The proposed Border Security, Economic Opportunity, and Immigration Modernization Act (S. 744) includes provisions to regularize the status of stateless persons within the United States (S. 744, Sec. 3405). These provisions follow a recent report from the UN High Commissioner for Refugees (UNHCR) and the Open Society Justice Initiative highlighting the precarious legal and socioeconomic status of stateless persons living within the United States. The report emphasizes that the US lacks a consistent legal framework for dealing with stateless individuals, leaving many in protracted deportation proceedings and exposing many more to exploitation by employers, landlords, and law enforcement officials.
The stateless have no formally recognized nationality or citizenship. As a consequence, they cannot avail themselves of the legal and diplomatic protections of any country. They exist, in a sense, outside the formal realm of the nation-state. For this reason, UNHCR—the international agency tasked with combatting statelessness—has referred to stateless persons as “legal ghosts” (UNHCR 2011, 2).
Individuals can become stateless either by law (de jure) or by circumstance (de facto). One of the largest stateless groups in the world is the Rohingya of Myanmar. That nation’s laws do not count the mostly-Muslim Rohingya among the ethnicities eligible for citizenship, and the Rohingya are therefore de jure stateless (Green and Pierce 2009, 34). De facto statelessness can occur in a number of ways. The country in which an individual was born—such as Yugoslavia—may cease to exist and a former citizen may not meet the citizenship or nationality requirements set by the successor state(s). De facto statelessness may also arise when an individual is unable to offer sufficient documentary evidence of his or her nationality. This is the primary concern with “doubly undocumented” Mexican migrants in the United States, whose lack of legal status in the US is further complicated by their lack of birth registration in Mexico, on which consulates often rely to establish citizenship and to issue travel documents to deportees (CMS 2012).
Reliable data on the number of stateless persons in the US is lacking. UNHCR notes that there are at least several hundred, but the real number could be far higher (UNHCR 2012). Representative Lamar Smith (R-TX), for example, claimed that between 2009 and 2011 the US government released almost 10,000 deportees after their purported countries of origin refused to take them back (“Chairman” 2011). With no legal status in the US and no country willing to grant them legal status, such people could be considered de facto stateless (Price 2012, 26).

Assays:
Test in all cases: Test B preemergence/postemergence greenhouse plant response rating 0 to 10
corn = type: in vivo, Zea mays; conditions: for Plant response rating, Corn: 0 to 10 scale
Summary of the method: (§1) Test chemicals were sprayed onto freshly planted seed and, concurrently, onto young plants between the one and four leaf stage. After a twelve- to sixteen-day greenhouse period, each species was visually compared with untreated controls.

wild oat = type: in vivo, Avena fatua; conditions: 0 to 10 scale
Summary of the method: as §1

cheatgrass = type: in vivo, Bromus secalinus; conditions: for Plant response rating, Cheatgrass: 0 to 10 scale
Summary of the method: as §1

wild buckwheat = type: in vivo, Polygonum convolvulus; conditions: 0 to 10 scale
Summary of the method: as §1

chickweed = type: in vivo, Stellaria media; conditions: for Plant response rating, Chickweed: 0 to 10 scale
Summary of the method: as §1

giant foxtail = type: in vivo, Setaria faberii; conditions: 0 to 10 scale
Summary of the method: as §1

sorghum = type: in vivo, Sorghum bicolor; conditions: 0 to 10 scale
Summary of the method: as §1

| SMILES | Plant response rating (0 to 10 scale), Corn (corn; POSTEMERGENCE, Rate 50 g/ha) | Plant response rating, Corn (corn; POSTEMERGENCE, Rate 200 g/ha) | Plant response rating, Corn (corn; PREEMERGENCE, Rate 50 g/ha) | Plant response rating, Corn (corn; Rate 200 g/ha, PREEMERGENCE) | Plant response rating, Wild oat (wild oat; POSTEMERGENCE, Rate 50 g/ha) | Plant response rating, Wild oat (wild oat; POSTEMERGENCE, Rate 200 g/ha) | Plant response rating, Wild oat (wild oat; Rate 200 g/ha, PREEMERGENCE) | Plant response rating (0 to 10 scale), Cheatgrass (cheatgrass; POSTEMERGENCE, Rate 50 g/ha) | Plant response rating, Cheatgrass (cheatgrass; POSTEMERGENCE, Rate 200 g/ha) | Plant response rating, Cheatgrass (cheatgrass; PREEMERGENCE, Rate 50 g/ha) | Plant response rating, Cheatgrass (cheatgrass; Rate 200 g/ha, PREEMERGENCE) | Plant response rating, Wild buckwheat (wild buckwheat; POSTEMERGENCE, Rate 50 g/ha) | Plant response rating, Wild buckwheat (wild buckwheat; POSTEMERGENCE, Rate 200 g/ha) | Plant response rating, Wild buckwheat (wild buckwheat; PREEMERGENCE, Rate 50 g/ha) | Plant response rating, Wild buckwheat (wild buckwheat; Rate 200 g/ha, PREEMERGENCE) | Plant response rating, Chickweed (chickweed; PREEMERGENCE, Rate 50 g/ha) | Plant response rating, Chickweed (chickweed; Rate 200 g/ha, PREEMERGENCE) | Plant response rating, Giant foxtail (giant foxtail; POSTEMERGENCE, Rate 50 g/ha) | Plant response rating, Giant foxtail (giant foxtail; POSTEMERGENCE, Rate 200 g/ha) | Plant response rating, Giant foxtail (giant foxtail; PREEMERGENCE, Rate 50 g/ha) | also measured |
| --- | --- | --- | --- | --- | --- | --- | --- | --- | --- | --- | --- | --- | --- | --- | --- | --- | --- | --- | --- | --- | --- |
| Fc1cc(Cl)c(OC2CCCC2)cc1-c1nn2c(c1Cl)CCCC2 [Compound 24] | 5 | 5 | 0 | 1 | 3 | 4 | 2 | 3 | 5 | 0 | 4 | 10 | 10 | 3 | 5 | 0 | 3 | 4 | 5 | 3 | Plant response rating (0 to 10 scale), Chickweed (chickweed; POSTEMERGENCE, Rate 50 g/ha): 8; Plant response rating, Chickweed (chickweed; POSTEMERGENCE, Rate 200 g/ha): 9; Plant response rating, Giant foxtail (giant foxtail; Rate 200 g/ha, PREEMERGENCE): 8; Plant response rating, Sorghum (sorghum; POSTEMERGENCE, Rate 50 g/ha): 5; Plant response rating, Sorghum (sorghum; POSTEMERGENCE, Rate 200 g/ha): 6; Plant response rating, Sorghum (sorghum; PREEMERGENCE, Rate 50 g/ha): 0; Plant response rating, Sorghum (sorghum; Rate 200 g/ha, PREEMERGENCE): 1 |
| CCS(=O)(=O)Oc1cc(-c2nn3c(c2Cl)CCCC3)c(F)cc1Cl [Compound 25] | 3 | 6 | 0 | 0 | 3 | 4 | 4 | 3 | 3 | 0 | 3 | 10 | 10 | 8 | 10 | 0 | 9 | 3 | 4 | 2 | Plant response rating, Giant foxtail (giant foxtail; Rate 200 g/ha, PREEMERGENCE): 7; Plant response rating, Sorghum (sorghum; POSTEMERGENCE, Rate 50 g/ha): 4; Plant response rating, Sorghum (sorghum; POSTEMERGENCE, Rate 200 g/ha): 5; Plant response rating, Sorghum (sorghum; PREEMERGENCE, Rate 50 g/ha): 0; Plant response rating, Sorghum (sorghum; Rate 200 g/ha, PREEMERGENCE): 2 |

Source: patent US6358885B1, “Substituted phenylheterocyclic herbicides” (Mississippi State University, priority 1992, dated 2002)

Mikhail Sebastian is arguably the most famous stateless person in the US. Born in the former Soviet Union, Sebastian sought asylum in the US in the early 1990s, but was denied. The US could not deport him because Armenia—the successor state in whose territory Sebastian was born—did not recognize his citizenship, leaving him stateless. After a four-day New Year’s vacation to American Samoa in 2012, Sebastian was barred from reentering the mainland United States by immigration officials, who claimed he had self-deported. It took nearly 14 months for Sebastian to gain permission to return to his home in Los Angeles, and this occurred only after extensive interventions by lawyers, government officials, human rights advocates, and university groups, as well as a social media campaign via Twitter, Tumblr, YouTube, and CNN iReport.
The 1954 Convention on the Status of Stateless Persons and the 1961 Convention on the Reduction of Statelessness oblige signatory states to treat stateless persons the same as other resident aliens, particularly with regard to work authorization and the issuance of identity and travel documents. They also require states to confer nationality upon individuals born in their territory who would otherwise be stateless at birth, and prohibit states from allowing citizens to renounce their nationality if doing so would render them stateless. Because this last prohibition conflicts with the US legal tradition of voluntary renunciation of citizenship, the US has not become a signatory of either convention, though US State Department officials have asserted that this fact “does not in any respect undermine [the United States’] commitment” to combating statelessness (Green and Pierce 2012, 35).
Indeed, the US does have legal protections in place to reduce the chance of its citizens and residents being rendered stateless. Most notably, the principle of jus soli, enshrined in the Fourteenth Amendment, ensures that any child born in US territory is automatically a US citizen, even if the child’s parents are stateless. US law also recognizes the principle of jus sanguinis, ensuring that—with some exceptions—children born abroad to US citizens are also eligible for US citizenship.
Despite these protections, the United States nevertheless has a history of fostering statelessness. The 1857 Dred Scott decision, for example, denied that Africans and their descendants even had the capacity to take on a nationality, condemning them, in the words of Linda Kerber, to “permanent statelessness” (Kerber 2005, 733). In the nineteenth and twentieth centuries, the government routinely stripped women of their US citizenship if they married foreign husbands (Kerber 2005, 735).